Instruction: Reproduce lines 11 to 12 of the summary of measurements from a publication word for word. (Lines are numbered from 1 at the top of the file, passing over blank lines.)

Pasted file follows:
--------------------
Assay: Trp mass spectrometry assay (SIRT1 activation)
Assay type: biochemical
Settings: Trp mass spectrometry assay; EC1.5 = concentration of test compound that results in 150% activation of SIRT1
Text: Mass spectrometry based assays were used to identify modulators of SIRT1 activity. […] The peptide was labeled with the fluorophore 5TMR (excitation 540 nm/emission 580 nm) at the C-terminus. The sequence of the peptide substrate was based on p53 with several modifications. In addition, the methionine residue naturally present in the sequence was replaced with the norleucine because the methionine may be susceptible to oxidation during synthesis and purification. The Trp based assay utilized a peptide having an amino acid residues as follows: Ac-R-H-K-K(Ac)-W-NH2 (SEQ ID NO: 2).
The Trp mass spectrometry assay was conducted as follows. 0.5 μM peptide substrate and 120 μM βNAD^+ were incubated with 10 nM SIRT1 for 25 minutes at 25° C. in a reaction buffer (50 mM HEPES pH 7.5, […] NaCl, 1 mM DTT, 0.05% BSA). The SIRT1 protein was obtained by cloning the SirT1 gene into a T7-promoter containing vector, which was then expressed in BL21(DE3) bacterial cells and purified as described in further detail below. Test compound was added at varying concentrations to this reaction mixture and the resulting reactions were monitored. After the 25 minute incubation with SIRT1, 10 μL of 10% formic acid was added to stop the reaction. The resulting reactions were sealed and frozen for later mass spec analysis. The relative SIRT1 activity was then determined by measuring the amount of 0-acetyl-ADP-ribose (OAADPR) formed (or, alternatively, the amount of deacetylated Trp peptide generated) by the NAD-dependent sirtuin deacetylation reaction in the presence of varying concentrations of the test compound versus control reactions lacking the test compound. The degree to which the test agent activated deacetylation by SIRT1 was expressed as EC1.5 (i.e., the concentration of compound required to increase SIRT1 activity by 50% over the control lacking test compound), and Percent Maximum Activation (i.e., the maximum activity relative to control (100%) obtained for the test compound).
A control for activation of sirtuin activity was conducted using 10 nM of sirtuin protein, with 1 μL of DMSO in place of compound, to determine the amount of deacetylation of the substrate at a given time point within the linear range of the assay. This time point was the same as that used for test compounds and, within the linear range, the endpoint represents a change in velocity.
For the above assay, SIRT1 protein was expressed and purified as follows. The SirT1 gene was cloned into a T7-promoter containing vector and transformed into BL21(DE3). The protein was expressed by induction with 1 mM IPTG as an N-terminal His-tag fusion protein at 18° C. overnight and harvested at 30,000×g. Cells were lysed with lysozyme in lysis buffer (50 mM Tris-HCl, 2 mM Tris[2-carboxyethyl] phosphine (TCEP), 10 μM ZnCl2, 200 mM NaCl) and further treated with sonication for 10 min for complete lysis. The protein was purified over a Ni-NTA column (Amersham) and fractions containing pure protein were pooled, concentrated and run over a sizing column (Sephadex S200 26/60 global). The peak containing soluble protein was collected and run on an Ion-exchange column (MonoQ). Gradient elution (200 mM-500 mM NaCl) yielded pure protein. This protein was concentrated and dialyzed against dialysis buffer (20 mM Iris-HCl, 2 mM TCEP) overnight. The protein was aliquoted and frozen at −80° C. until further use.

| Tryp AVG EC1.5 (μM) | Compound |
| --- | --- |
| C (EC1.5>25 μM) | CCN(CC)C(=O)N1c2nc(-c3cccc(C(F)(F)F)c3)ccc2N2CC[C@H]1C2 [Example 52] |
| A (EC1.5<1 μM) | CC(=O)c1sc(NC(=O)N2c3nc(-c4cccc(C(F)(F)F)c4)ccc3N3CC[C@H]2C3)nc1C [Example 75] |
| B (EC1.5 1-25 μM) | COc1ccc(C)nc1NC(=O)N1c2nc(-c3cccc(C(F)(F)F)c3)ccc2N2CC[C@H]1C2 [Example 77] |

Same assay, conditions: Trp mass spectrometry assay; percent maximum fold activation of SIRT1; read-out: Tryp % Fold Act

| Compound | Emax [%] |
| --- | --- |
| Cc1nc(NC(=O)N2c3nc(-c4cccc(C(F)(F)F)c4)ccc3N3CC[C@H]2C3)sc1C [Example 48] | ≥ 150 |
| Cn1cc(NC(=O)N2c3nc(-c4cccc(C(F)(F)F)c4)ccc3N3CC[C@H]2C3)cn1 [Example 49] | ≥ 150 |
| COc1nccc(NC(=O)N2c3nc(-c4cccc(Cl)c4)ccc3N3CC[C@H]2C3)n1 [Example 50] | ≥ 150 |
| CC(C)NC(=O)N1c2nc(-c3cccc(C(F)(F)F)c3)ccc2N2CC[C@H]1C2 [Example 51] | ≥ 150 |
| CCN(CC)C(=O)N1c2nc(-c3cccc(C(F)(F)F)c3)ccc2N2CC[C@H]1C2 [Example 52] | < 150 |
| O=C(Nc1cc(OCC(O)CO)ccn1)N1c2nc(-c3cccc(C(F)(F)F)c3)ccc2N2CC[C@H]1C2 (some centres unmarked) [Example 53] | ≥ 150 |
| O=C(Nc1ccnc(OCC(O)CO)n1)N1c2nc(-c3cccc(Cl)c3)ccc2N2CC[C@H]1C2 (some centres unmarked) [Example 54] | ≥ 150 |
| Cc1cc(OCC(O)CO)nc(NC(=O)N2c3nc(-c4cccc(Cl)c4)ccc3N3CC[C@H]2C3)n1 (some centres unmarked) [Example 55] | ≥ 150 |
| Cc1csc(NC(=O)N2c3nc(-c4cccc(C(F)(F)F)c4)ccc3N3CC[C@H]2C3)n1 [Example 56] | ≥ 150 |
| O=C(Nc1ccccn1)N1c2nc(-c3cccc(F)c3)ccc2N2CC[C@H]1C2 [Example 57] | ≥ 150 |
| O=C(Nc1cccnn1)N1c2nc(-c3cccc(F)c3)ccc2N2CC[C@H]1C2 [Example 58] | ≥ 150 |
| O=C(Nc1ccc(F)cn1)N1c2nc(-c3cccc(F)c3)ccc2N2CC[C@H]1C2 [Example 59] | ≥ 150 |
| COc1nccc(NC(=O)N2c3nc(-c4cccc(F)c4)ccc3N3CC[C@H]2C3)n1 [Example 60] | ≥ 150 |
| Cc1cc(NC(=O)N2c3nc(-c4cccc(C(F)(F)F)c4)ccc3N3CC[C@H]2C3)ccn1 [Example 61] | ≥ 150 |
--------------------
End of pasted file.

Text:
| A (EC1.5<1 μM) | CC(=O)c1sc(NC(=O)N2c3nc(-c4cccc(C(F)(F)F)c4)ccc3N3CC[C@H]2C3)nc1C [Example 75] |
| B (EC1.5 1-25 μM) | COc1ccc(C)nc1NC(=O)N1c2nc(-c3cccc(C(F)(F)F)c3)ccc2N2CC[C@H]1C2 [Example 77] |